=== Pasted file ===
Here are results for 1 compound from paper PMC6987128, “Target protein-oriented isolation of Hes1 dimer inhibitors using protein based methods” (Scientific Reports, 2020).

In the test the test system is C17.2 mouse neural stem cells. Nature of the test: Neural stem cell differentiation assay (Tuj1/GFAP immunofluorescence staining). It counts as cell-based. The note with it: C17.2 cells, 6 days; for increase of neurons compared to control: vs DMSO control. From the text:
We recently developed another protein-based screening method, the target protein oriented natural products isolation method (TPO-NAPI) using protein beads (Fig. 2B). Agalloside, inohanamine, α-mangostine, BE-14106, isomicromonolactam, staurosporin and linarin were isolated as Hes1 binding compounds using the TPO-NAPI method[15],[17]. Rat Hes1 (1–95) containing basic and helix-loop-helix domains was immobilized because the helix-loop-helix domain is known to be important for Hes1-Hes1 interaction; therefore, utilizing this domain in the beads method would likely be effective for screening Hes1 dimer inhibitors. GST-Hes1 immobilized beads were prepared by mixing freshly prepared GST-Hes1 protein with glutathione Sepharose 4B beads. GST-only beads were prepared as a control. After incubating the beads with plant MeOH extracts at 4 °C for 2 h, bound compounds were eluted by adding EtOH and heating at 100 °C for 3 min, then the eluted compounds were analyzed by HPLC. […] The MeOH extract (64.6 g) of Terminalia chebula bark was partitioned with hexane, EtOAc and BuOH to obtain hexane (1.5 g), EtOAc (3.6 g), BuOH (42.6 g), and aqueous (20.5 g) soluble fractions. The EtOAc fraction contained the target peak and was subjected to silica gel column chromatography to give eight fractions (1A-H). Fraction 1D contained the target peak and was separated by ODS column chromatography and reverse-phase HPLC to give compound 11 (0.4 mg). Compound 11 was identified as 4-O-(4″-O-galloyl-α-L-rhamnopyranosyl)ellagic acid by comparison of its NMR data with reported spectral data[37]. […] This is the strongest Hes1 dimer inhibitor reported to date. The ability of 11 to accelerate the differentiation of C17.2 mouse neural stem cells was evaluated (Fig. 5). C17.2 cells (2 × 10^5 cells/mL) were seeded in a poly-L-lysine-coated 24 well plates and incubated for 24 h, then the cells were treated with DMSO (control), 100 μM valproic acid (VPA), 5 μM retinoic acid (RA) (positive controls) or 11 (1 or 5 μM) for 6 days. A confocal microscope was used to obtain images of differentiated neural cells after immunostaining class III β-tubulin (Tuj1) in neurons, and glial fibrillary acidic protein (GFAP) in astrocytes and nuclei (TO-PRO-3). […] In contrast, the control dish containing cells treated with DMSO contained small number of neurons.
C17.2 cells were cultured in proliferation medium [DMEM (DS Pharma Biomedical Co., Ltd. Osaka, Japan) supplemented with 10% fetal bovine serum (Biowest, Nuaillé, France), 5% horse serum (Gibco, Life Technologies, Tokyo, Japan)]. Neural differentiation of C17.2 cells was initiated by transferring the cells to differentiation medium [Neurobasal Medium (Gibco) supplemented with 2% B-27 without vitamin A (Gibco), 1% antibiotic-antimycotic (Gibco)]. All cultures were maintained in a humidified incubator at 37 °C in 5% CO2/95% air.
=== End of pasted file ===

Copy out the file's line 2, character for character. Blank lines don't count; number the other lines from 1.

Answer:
In the test the test system is C17.2 mouse neural stem cells. Nature of the test: Neural stem cell differentiation assay (Tuj1/GFAP immunofluorescence staining). It counts as cell-based. The note with it: C17.2 cells, 6 days; for increase of neurons compared to control: vs DMSO control. From the text: